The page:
Depression is a common cause of morbidity and disability worldwide. Parental depression is associated with early-life child neurodevelopmental, behavioral, emotional, mental, and social problems. More studies are needed to explore the link between parental depression and long-term child outcomes.
To examine the associations of parental depression with child school performance at the end of compulsory education (approximately age 16 years).
Parental depression diagnoses (based on the International Classification of Diseases, Eighth Revision [ICD-8], International Classification of Diseases, Ninth Revision [ICD-9], and the International Statistical Classification of Diseases, 10th Revision [ICD-10]) in inpatient records from 1969 onward, outpatient records beginning in 2001, and school grades at the end of compulsory education were collected for all children born from 1984 to 1994 in Sweden. The final analytic sample size was 1,124,162 biological children. We examined the associations of parental depression during different periods (before birth, after birth, and during child ages 1-5, 6-10, and 11-16 years, as well as any time before the child's final year of compulsory schooling) with the final school grades. Linear regression models adjusted for various child and parent characteristics. The dates of the analysis were January to November 2015.
Decile of school grades at the end of compulsory education (range, 1-10, with 1 being the lowest and 10 being the highest).
The study cohort comprised 1,124,162 children, of whom 48.9% were female. Maternal depression and paternal depression at any time before the final compulsory school year were associated with worse school performance. After covariate adjustment, these associations decreased to -0.45 (95% CI, -0.48 to -0.42) and -0.40 (-0.43 to -0.37) lower deciles, respectively. These effect sizes are similarly as large as the observed difference in school performance between the lowest and highest quintiles of family income but approximately one-third of the observed difference between maternal education of 9 or less vs more than 12 years. Both maternal depression and paternal depression at different periods (before birth, after birth, and during child ages 1-5, 6-10, and 11-16 years) generally were associated with worse school performance. Child sex modified the associations of maternal depression with school performance such that maternal depression had a larger negative influence on child school performance for girls compared with boys.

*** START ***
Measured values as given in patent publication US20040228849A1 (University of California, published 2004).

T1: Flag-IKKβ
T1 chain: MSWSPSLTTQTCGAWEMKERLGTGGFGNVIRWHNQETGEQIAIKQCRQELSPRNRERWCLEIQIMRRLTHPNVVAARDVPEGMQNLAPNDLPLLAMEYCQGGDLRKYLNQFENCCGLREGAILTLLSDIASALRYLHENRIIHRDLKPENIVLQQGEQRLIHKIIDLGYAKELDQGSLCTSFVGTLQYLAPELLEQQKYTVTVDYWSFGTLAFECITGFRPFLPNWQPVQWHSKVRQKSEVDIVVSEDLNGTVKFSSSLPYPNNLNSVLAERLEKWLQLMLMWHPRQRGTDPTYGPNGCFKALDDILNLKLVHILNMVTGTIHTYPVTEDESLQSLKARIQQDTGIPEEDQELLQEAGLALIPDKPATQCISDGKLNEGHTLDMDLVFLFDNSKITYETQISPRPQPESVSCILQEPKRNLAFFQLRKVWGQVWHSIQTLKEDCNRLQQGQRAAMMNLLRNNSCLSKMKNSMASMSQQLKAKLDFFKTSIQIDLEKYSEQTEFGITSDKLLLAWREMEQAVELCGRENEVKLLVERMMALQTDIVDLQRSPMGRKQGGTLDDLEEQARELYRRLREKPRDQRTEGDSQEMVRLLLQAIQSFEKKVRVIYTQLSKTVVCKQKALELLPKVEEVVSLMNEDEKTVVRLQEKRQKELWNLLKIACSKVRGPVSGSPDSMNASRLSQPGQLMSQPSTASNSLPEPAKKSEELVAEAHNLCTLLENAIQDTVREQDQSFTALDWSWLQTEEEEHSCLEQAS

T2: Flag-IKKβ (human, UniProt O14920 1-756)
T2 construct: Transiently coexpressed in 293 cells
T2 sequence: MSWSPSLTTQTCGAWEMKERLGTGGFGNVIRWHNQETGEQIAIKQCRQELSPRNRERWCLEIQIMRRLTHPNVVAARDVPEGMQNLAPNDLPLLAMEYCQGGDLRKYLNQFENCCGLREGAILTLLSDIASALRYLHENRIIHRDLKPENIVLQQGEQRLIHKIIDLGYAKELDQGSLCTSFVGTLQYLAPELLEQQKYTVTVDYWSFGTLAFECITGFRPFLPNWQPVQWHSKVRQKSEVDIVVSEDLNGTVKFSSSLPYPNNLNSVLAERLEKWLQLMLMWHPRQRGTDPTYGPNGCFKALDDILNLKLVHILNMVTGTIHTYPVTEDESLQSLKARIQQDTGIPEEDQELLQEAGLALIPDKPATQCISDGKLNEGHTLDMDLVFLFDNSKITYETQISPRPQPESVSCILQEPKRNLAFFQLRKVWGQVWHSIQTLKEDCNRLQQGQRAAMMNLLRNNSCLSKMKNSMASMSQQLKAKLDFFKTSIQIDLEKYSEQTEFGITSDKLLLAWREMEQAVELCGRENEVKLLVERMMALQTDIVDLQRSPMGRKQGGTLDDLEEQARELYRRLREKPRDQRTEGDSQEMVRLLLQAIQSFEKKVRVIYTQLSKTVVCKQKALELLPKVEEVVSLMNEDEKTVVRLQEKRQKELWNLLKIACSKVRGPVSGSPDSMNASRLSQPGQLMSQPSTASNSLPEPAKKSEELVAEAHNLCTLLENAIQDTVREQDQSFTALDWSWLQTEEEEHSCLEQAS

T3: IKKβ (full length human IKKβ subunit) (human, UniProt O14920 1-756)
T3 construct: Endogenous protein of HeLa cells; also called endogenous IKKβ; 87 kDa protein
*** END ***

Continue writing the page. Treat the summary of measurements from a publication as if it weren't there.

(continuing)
Diagnoses of parental depression throughout a child's life were associated with worse school performance at age 16 years. Our results suggest that diagnoses of parental depression may have a far-reaching effect on an important aspect of child development, with implications for future life course outcomes.
Notes
Comment In: JAMA Psychiatry. 2016 Mar;73(3):197-826841851
Comment In: BMJ. 2016;352:i67526847373
PubMed ID
26842307 View in PubMed
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Autism and Convictions for Violent Crimes: Population-Based Cohort Study in Sweden.

https://arctichealth.org/en/permalink/ahliterature291468
Source
J Am Acad Child Adolesc Psychiatry. 2017 Jun; 56(6):491-497.e2
Publication Type
Journal Article
Date
Jun-2017
Author
Ragini Heeramun
Cecilia Magnusson
Clara Hellner Gumpert
Sven Granath
Michael Lundberg
Christina Dalman
Dheeraj Rai
Author Affiliation
Avon and Wiltshire Partnership National Health Service Mental Health Trust, Bristol, UK.
Source
J Am Acad Child Adolesc Psychiatry. 2017 Jun; 56(6):491-497.e2
Date
Jun-2017
Language
English
Publication Type
Journal Article
Keywords
Attention Deficit Disorder with Hyperactivity
Autistic Disorder - epidemiology
Cohort Studies
Comorbidity
Conduct Disorder
Crime - psychology
Criminals - psychology
Female
Humans
Male
Registries
Risk factors
Sex Factors
Sweden - epidemiology
Violence - psychology
Abstract
Recent systematic reviews have highlighted that the relationship between autism and violent offending is still unclear, but some cases have received extensive media scrutiny. We investigated whether autism is associated with convictions for violent crimes, and studied the associated risk and protective factors.
We analyzed data from the Stockholm Youth Cohort, a total population-based record-linkage cohort in Stockholm County comprising 295,734 individuals followed up between 15 and 27 years of age. Of these, 5,739 individuals had a recorded autism diagnosis. The main outcome measure was a conviction for violent crimes identified using the Swedish National Crime Register.
Individuals with autism, particularly those without intellectual disability, initially appeared to have a higher risk of violent offending (adjusted relative risk = 1.39, 95% CI = 1.23-1.58). However, these associations markedly attenuated after co-occurring attention-deficit/hyperactivity disorder (ADHD) or conduct disorder were taken into account (adjusted relative risk = 0.85, 95% CI = 0.75-0.97). Among individuals with autism, male sex and psychiatric conditions were the strongest predictors of violent criminality, along with parental criminal and psychiatric history and socioeconomic characteristics. There was some evidence that a delayed diagnosis of autism was associated with a greater risk of violent crime. Better school performance and intellectual disability appeared to be protective.